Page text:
Children of the Chapel

Definition

Theater

  • One of the famous boy companies of the Elizabethantheater. Its young actors, who included Ezekiel Fenn, Nathan Field,and Salathiel Pavy, gave the first performances of major works byJonson, Middleton, Beaumont, and Marston.

    The choirboys of the Chapels Royal of Windsor and London werefirst organized into an acting company by William Cornish (fl.1509 - 23) to amuse the young Henry VIII. A later master was theplaywright Richard Edwardes (c. 1523 - 66), who wrote thetragicomedy Damon and Pithias (1565). In 1576 Richard Farrant,deputy master of the Chapel Children, created an indoor theater forthe company in the ruins of the Blackfriars monastery (see BlackfriarsTheatre). Under the dramatist John Lyly, who took over in1580, the company performed several plays with the rival Boys of StPaul's, including Lyly's own Campaspe and Sapho and Phao.In 1601 the company was drawn into the so-called 'war of the theaters'on the side of Ben Jonson, when they performed in his play ThePoetaster, which ridiculed John Marston. The latter respondedwith satires performed by the Boys of St Paul's.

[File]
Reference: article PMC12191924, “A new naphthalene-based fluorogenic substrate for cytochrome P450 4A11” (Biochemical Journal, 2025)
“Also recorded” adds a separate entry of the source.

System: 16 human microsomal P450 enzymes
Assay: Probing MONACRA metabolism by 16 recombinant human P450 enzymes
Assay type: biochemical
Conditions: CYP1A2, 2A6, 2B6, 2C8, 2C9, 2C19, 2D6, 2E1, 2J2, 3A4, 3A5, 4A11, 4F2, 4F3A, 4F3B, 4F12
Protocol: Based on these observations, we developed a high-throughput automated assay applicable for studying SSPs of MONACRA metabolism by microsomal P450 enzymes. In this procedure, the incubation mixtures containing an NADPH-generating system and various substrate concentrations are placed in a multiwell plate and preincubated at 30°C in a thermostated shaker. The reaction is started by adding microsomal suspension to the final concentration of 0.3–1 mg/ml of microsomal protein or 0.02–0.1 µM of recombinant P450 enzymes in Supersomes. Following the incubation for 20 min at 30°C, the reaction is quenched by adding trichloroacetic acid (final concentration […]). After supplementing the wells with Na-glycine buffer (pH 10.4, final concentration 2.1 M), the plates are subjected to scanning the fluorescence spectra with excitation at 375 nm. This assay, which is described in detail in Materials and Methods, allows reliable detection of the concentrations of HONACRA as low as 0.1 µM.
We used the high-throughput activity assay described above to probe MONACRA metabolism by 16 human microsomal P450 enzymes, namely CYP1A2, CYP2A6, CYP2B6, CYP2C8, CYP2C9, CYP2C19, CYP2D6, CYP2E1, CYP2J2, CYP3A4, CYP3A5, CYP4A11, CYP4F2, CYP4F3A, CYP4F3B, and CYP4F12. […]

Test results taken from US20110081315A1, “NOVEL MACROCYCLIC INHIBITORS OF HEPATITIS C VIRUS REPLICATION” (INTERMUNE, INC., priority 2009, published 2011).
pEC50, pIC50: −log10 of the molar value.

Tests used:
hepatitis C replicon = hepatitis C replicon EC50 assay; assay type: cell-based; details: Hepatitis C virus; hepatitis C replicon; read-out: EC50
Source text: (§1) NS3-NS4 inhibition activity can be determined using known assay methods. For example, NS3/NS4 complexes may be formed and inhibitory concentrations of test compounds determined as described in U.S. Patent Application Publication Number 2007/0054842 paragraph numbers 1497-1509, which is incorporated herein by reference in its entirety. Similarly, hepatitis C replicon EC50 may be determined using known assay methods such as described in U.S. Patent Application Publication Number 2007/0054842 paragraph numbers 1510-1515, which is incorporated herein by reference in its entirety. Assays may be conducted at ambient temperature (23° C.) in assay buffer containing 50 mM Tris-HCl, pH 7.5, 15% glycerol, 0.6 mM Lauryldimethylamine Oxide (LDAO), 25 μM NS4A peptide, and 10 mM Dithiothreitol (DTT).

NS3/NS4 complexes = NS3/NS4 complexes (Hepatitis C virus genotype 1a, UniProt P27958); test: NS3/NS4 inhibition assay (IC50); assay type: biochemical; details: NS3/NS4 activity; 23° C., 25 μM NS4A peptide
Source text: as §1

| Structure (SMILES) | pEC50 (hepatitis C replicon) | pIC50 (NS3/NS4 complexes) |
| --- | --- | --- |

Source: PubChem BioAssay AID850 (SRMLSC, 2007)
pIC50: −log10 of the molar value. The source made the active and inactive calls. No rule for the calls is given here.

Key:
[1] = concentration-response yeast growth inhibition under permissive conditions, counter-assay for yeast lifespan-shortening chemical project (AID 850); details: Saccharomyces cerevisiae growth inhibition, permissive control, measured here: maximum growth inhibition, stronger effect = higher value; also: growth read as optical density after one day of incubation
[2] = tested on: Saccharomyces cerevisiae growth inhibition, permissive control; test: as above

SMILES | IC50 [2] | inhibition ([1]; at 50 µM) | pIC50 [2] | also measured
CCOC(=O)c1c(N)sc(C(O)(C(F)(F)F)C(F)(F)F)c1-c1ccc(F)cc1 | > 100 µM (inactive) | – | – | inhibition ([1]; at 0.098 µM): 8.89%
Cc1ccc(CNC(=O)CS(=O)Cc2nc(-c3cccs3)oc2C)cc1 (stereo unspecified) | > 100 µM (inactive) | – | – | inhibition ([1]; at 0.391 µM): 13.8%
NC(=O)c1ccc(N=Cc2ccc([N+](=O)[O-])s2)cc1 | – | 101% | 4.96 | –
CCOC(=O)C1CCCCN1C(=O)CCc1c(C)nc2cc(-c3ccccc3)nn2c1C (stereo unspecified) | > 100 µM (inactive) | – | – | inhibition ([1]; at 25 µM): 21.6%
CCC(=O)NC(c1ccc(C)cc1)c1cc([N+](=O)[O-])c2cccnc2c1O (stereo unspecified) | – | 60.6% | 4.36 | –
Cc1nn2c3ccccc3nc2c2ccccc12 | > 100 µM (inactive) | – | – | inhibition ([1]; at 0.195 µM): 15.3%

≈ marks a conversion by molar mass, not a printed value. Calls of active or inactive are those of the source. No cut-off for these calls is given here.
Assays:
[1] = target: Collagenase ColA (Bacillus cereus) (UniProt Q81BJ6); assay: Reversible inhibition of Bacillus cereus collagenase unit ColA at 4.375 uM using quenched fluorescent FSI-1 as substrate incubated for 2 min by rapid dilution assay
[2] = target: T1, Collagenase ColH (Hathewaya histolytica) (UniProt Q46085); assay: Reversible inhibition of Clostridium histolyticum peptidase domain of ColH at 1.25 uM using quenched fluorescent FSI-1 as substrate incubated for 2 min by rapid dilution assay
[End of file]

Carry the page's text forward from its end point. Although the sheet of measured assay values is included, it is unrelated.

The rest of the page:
The company began to fall out of favour with James I in 1605,after performing Jonson, Chapman, and Marston's Eastward Ho!,which contained some rude remarks about the Scots. The Children ofthe Chapel moved to the Whitefriars Theatre in 1609 before disbandingin 1615.

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